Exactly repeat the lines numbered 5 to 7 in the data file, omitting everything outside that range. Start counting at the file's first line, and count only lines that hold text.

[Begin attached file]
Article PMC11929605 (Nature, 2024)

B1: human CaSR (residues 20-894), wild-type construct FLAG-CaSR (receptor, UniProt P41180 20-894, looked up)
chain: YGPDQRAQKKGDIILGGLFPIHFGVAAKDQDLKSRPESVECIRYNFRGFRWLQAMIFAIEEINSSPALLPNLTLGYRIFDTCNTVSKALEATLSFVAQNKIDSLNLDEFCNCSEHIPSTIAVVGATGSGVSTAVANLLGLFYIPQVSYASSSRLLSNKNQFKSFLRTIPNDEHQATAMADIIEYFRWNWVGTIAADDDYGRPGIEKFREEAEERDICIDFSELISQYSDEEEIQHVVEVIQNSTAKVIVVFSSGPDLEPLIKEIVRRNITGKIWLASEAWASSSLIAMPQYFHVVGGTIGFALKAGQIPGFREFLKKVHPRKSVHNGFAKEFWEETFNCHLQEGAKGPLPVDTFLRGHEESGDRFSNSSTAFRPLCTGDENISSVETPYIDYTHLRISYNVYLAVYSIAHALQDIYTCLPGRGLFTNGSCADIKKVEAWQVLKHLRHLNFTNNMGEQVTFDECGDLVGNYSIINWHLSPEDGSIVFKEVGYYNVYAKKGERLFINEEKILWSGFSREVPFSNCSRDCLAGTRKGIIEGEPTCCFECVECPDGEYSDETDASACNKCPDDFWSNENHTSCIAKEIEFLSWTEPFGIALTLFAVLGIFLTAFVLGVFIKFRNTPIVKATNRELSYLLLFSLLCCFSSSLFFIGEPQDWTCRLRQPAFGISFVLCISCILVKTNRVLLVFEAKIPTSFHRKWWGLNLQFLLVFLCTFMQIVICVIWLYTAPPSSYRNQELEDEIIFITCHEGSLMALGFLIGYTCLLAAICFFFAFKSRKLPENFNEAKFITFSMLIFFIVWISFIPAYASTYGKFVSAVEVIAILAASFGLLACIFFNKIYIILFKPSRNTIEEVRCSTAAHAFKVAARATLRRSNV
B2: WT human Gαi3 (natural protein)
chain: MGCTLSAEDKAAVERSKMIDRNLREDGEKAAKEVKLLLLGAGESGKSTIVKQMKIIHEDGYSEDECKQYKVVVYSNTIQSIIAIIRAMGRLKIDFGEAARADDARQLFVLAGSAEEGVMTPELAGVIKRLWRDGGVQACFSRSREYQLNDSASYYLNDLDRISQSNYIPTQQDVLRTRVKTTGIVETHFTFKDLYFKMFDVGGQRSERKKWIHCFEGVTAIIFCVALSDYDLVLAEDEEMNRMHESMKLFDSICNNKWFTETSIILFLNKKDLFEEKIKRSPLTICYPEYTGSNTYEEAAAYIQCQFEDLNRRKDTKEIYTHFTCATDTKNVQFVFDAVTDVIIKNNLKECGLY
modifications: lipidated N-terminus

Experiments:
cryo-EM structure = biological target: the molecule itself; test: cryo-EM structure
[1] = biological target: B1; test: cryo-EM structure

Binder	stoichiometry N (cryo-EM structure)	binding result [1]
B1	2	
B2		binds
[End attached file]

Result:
chain: MGCTLSAEDKAAVERSKMIDRNLREDGEKAAKEVKLLLLGAGESGKSTIVKQMKIIHEDGYSEDECKQYKVVVYSNTIQSIIAIIRAMGRLKIDFGEAARADDARQLFVLAGSAEEGVMTPELAGVIKRLWRDGGVQACFSRSREYQLNDSASYYLNDLDRISQSNYIPTQQDVLRTRVKTTGIVETHFTFKDLYFKMFDVGGQRSERKKWIHCFEGVTAIIFCVALSDYDLVLAEDEEMNRMHESMKLFDSICNNKWFTETSIILFLNKKDLFEEKIKRSPLTICYPEYTGSNTYEEAAAYIQCQFEDLNRRKDTKEIYTHFTCATDTKNVQFVFDAVTDVIIKNNLKECGLY
modifications: lipidated N-terminus

Experiments: